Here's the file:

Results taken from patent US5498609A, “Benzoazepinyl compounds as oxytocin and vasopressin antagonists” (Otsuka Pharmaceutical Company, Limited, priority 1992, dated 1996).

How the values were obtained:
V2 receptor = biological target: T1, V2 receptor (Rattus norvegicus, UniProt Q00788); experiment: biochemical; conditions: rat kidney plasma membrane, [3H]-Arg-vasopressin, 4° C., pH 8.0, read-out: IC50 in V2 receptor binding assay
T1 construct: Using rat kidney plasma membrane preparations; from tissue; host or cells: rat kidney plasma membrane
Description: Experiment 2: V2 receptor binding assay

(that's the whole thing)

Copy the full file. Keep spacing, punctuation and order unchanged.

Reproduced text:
Results taken from patent US5498609A, “Benzoazepinyl compounds as oxytocin and vasopressin antagonists” (Otsuka Pharmaceutical Company, Limited, priority 1992, dated 1996).

How the values were obtained:
V2 receptor = biological target: T1, V2 receptor (Rattus norvegicus, UniProt Q00788); experiment: biochemical; conditions: rat kidney plasma membrane, [3H]-Arg-vasopressin, 4° C., pH 8.0, read-out: IC50 in V2 receptor binding assay
T1 construct: Using rat kidney plasma membrane preparations; from tissue; host or cells: rat kidney plasma membrane
Description: Experiment 2: V2 receptor binding assay